pH (acidity) Havens et al., 1993  pH buffer capsules from Micro Essential Laboratory, pH meter 
Salt Williams et al., 1999  Table salt or sidewalk salt crystals, digital balance 
Pollutant StressorReference for Environmental LevelsEquipment Needed
Caffeine Stackelberg et al., 2004  Premixed stock solution, micropipettes 
Fertilizer Mason et al., 1990  Granular ammonium nitrate, digital balance 
Glyphosate Goldsborough & Beck, 1989  Roundup® herbicide, micropipettes 
pH (acidity) Havens et al., 1993  pH buffer capsules from Micro Essential Laboratory, pH meter 
Salt Williams et al., 1999  Table salt or sidewalk salt crystals, digital balance 

At the end of this lab module, we partner with a local land trust to help monitor the health of headwater streams in the local watershed. Students are assigned background reading material about pollution in watersheds and the use of aquatic biomonitoring to detect impairments to water quality. Then, during a field trip, each lab group of 12–24 students is given a specific reach of a headwater stream to sample with dip nets for aquatic macroinvertebrates. Students capture wild organisms from the streams, identify them using simple keys, and place them in pollution tolerance categories. We use a citizen science protocol developed by Hoosier Riverwatch (2015) to calculate a pollution tolerance index for each sampling site and discuss with students possible reasons for any impairments detected in the watershed. We provide all our data to the land trust for analysis of long-term changes in these streams as a result of their ecological restoration of the surrounding landscape. Because many of the macroinvertebrates we have been using in the lab experiments have closely related species present in local waterways, students can make the connection between their behavioral bioassays and the health of local ecosystems. Our university is located in the Lake Michigan watershed, and we further connect the health of headwater streams to the quality of regional resources – in our case swimming beaches, but in other areas this could be fishing areas or drinking water.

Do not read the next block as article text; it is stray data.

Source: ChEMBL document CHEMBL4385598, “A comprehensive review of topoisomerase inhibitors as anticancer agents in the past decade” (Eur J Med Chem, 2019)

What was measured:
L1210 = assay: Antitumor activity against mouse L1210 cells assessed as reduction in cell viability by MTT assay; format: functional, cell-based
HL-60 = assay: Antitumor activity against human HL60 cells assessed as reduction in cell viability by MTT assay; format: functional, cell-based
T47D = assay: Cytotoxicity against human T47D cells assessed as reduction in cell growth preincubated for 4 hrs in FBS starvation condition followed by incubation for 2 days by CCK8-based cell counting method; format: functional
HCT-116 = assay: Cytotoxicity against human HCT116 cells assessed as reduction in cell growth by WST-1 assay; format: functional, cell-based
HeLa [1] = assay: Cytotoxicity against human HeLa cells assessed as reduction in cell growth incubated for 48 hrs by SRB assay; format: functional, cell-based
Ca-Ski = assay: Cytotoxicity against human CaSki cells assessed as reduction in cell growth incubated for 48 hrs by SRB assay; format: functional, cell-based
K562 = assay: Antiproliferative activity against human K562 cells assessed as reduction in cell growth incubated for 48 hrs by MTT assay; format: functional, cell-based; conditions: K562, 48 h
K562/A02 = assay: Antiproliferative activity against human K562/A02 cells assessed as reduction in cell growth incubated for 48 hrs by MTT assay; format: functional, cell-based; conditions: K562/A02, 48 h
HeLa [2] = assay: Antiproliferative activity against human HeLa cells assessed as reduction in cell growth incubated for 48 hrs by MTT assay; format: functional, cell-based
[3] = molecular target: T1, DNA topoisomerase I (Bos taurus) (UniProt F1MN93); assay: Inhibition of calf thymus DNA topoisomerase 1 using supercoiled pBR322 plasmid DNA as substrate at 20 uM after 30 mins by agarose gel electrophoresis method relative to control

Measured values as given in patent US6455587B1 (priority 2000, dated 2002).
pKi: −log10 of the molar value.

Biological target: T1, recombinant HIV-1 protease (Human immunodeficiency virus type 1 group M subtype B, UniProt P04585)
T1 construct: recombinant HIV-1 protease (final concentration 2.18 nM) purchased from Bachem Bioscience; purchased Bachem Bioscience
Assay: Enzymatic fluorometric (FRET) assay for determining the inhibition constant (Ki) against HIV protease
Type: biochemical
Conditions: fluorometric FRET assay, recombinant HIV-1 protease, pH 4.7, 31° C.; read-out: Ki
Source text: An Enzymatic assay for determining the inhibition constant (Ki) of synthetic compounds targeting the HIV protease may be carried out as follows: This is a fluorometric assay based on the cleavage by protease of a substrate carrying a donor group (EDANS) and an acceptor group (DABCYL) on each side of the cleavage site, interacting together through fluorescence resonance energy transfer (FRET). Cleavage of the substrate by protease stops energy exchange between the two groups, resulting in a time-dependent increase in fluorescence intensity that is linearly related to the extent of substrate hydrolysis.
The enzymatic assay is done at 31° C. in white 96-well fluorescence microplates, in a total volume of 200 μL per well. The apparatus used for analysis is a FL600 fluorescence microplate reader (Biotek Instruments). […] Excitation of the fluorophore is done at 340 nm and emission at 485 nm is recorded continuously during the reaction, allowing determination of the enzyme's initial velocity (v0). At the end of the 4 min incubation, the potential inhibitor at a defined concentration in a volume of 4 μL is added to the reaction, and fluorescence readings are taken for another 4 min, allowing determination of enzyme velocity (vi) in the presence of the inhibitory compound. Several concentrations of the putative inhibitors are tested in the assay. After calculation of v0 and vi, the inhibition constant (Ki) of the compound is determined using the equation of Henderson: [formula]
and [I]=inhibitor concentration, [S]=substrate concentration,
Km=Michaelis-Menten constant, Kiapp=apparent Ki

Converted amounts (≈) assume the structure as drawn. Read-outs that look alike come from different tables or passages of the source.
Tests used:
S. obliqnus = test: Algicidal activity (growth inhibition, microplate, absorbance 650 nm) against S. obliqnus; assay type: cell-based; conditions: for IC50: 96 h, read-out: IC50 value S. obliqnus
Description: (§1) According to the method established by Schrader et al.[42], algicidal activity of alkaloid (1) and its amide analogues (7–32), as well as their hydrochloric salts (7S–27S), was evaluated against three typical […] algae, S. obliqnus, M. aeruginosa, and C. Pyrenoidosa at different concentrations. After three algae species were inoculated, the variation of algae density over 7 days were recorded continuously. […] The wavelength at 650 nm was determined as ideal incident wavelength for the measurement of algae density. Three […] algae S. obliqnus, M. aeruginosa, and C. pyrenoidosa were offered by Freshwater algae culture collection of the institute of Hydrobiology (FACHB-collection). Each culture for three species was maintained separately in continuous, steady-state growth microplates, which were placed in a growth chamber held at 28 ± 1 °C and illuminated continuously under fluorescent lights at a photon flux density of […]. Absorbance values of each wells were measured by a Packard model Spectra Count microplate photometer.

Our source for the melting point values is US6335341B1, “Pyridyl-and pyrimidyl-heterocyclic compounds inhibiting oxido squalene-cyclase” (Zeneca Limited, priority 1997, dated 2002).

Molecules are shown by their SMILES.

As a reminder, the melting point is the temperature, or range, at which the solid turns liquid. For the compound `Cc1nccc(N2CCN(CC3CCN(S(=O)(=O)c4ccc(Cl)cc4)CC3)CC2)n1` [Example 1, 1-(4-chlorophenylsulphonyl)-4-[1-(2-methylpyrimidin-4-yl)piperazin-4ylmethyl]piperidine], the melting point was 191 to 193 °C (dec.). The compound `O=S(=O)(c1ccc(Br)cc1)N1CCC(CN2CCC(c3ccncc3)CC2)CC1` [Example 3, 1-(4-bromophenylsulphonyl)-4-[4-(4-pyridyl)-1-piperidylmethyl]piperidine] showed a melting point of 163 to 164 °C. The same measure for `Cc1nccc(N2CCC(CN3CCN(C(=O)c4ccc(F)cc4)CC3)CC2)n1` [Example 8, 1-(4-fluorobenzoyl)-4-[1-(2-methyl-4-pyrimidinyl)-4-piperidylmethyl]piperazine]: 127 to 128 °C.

Results